FIELD OF THE INVENTION
- BACKGROUND OF THE INVENTION
This invention relates generally to chop saws and, more particularly, to a cordless chop saw.
Chop saws are used in jobsites for cutting wood planks, wood boards, moldings, metal bars, etc. Accordingly, chop saws typically have high power requirements in order to cut the work pieces. Thus, chop saws have been typically been connected to a gas-powered generator or to the jobsite's electrical wiring.
- SUMMARY OF THE INVENTION
There are times, however, when none of these options are available. In such circumstances, users have not been able to use their chop saws until someone brought a gas generator, etc. This would mean delays in construction schedules, etc., which raise labor and building costs, lowering the profit of a contractor or builder. Accordingly, it is an object of the present application to provide a chop saw that resolves the prior art problems.
In accordance with the present invention, an improved chop saw is employed. The chop saw includes a base, a rotatable table rotatably disposed on said base, and a saw unit pivotably connected to the table. The saw unit including a blade, a motor for driving the blade, and a housing for covering the motor. The saw unit is movable downwardly towards the table in order to cuttingly engage a workpiece. In addition, the chop saw includes a battery connected to said motor. Preferably, the battery is attached to the housing.
BRIEF DESCRIPTION OF THE DRAWINGS
Additional features and benefits of the present invention are described, and will be apparent from, the accompanying drawings and the detailed description below.
The accompanying drawings illustrate preferred embodiments of the invention according to the practical application of the principles thereof, and in which:
FIG. 1 is a front perspective view of an exemplary chop saw according to the present invention;
FIG. 2 is a front elevational view of the chop saw of FIG. 1;
FIG. 3 is a rear elevational view of the chop saw of FIG. 1;
FIG. 4 is a left end elevational view of the chop saw of FIG. 1;
FIG. 5 is a rear elevational view of a second embodiment of a chop saw according to the present invention;
FIG. 6 is a left end elevational view of the chop saw of FIG. 5;
FIG. 7 is a front perspective view of a third embodiment of a chop saw according to the present invention;
FIG. 8 is a side elevational view of a pivot bearing for the saw of FIG. 7; and
FIG. 9 is a partially sectioned view of a housing for saw assembly without the blade guard and the saw blade.
The invention is now described with reference to the accompanying figures, wherein like numerals designate like parts. FIGS. 1 through 4 illustrate an exemplary chop saw, which can be mitered. One skilled in the art will readily recognize from the following description that the principles of the invention are equally applicable to compound miter saws, sliding miter saws, non-mitering chop saws, etc.
The exemplary chop saw 10 according to the present invention typically includes a base 12, including a table 13, which is preferably rotatable about an axis perpendicular to the top surface plane of table 13. The saw 10 also includes a saw unit 100 pivotably attached to the table 13. The saw unit comprises a saw blade 14, at least partially enclosed by a blade guard 16 and driven by a motor 17, and a handle 18, which allows the operator to move the saw blade 14 and the blade guard 16 from a clear position free of a workpiece (not shown) to a downward cutting position with the saw blade 14 in cutting engagement with a workpiece (not shown). The motor 17 is covered by a housing 17 h.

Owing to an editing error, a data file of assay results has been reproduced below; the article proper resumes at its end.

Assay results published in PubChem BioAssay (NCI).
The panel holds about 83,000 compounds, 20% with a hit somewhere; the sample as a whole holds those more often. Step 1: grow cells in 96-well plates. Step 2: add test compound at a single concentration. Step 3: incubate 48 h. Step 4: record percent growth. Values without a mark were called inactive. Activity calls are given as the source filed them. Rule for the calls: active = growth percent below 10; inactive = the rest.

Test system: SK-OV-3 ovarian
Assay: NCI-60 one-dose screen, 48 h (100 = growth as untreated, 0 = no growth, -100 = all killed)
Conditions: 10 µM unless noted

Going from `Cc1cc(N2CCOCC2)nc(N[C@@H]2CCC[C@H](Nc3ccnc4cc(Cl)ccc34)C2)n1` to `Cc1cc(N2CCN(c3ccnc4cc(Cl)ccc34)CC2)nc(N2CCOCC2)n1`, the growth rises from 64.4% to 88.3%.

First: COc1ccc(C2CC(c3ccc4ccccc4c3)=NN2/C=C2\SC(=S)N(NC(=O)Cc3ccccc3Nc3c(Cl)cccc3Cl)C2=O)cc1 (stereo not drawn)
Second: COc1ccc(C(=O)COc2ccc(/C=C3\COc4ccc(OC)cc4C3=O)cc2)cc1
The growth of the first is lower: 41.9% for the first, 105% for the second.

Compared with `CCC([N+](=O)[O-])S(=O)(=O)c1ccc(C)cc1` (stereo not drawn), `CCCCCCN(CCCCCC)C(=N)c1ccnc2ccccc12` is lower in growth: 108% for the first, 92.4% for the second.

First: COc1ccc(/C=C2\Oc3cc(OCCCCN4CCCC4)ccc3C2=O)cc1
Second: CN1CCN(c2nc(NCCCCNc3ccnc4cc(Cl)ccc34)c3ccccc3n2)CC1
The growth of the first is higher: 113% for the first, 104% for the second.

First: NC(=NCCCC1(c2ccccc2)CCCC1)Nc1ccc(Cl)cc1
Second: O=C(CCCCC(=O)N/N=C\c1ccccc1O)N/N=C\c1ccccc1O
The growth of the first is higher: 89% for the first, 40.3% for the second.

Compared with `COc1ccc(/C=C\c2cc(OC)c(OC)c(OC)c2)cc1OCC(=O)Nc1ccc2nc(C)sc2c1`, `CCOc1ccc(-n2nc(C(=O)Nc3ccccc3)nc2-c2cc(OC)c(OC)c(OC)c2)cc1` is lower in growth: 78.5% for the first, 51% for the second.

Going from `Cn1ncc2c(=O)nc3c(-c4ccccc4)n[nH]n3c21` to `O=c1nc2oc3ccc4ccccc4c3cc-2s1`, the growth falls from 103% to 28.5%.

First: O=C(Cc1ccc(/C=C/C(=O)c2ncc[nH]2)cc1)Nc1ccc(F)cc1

As shown in FIGS. 1-4, the blade 14 is perpendicular to the plane including the top surface of the table 13. Persons skilled in the art will recognize that the saw unit 100 can also be pivotably attached to the table 13 so that the angle of the blade 14 relative to the top surface plane, i.e., the bevel angle of the blade 14, can be changed.
As is conventional in this type of equipment, a fence assembly, indicated generally by reference numeral 20, is interconnected with the base 12 and extends laterally across the table 13, against which the workpiece (not shown) is fixedly positioned and supported for performing a cutting operation thereon. As shown in FIGS. 1-4, the fence assembly 20 includes a fixed fence portion 22 and a movable fence portion 24, respectively, extending in a mutually aligned lateral direction, with the movable fence portion 24 being laterally spaced away from the fixed fence portion 22. Such lateral spacing or gap between the fixed and movable fence portions 22 and 24, respectively provides clearance for the saw blade to perform a cutting operation completely through the workpiece, regardless of the mode or type of cutting operation being performed. Accordingly, a user can laterally move the movable fence portion 24 toward and away from the fixed fence portion 22 in order to selectively adjust the clearance gap therebetween and thus accommodate the particular cutting operation being performed. For further information on the fence assembly 20, persons skilled in the art are directed to U.S. Pat. No. 5,297,463, assigned to Black & Decker Inc., which is incorporated herein by reference.
The chop saw 10 also has a battery 200 connected to the motor 17. The battery 200 may be mounted on housing 17 h, as shown in FIGS. 3 and 4, preferably in a manner that does not interfere with the chopping action of the saw unit 100. The battery 200 is preferably a rechargeable nickel cadmium (NiCd), nickel metal hydride (NiMH), lithium, or lead-acid battery. Such batteries can support the high-current, high-power requirements needed for a cordless chop saw. Preferably, such batteries have a voltage rating of at least 14 volts.
Persons skilled in the art will also recognize that the battery 200 may also be installed on the base 12 of the chop saw 10, decreasing the weight of the saw unit 100 and facilitating the chopping action. As shown in FIGS. 5 and 6, the battery 200 can be connected to the motor 17 via a cable 201.